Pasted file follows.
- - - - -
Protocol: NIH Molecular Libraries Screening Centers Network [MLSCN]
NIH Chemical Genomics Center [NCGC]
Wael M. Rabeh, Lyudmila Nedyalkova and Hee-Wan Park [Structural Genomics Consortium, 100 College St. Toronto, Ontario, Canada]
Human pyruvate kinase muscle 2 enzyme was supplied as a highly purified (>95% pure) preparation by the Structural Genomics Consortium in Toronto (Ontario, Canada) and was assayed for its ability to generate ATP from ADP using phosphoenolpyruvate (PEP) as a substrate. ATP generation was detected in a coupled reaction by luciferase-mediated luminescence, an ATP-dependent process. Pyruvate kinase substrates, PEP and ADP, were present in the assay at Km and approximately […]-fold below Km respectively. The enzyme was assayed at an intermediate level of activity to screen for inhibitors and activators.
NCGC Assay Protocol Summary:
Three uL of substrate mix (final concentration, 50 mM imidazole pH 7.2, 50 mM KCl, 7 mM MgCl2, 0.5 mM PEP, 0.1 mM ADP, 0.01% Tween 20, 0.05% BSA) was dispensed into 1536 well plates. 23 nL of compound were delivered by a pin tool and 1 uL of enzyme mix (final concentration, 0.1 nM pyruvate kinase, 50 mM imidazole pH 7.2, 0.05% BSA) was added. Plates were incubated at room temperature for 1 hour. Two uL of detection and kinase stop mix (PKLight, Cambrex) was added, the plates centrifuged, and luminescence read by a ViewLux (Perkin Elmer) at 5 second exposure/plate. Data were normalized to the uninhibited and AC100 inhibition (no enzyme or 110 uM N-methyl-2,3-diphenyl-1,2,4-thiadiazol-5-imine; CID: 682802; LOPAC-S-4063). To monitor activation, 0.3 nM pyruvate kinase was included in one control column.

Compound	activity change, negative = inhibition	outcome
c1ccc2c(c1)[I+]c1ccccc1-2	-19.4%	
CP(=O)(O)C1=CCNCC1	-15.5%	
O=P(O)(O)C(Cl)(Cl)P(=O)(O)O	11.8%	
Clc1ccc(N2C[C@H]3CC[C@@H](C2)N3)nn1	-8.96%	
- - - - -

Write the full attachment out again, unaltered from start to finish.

Protocol: NIH Molecular Libraries Screening Centers Network [MLSCN]
NIH Chemical Genomics Center [NCGC]
Wael M. Rabeh, Lyudmila Nedyalkova and Hee-Wan Park [Structural Genomics Consortium, 100 College St. Toronto, Ontario, Canada]
Human pyruvate kinase muscle 2 enzyme was supplied as a highly purified (>95% pure) preparation by the Structural Genomics Consortium in Toronto (Ontario, Canada) and was assayed for its ability to generate ATP from ADP using phosphoenolpyruvate (PEP) as a substrate. ATP generation was detected in a coupled reaction by luciferase-mediated luminescence, an ATP-dependent process. Pyruvate kinase substrates, PEP and ADP, were present in the assay at Km and approximately […]-fold below Km respectively. The enzyme was assayed at an intermediate level of activity to screen for inhibitors and activators.
NCGC Assay Protocol Summary:
Three uL of substrate mix (final concentration, 50 mM imidazole pH 7.2, 50 mM KCl, 7 mM MgCl2, 0.5 mM PEP, 0.1 mM ADP, 0.01% Tween 20, 0.05% BSA) was dispensed into 1536 well plates. 23 nL of compound were delivered by a pin tool and 1 uL of enzyme mix (final concentration, 0.1 nM pyruvate kinase, 50 mM imidazole pH 7.2, 0.05% BSA) was added. Plates were incubated at room temperature for 1 hour. Two uL of detection and kinase stop mix (PKLight, Cambrex) was added, the plates centrifuged, and luminescence read by a ViewLux (Perkin Elmer) at 5 second exposure/plate. Data were normalized to the uninhibited and AC100 inhibition (no enzyme or 110 uM N-methyl-2,3-diphenyl-1,2,4-thiadiazol-5-imine; CID: 682802; LOPAC-S-4063). To monitor activation, 0.3 nM pyruvate kinase was included in one control column.

Compound	activity change, negative = inhibition	outcome
c1ccc2c(c1)[I+]c1ccccc1-2	-19.4%	
CP(=O)(O)C1=CCNCC1	-15.5%	
O=P(O)(O)C(Cl)(Cl)P(=O)(O)O	11.8%	
Clc1ccc(N2C[C@H]3CC[C@@H](C2)N3)nn1	-8.96%	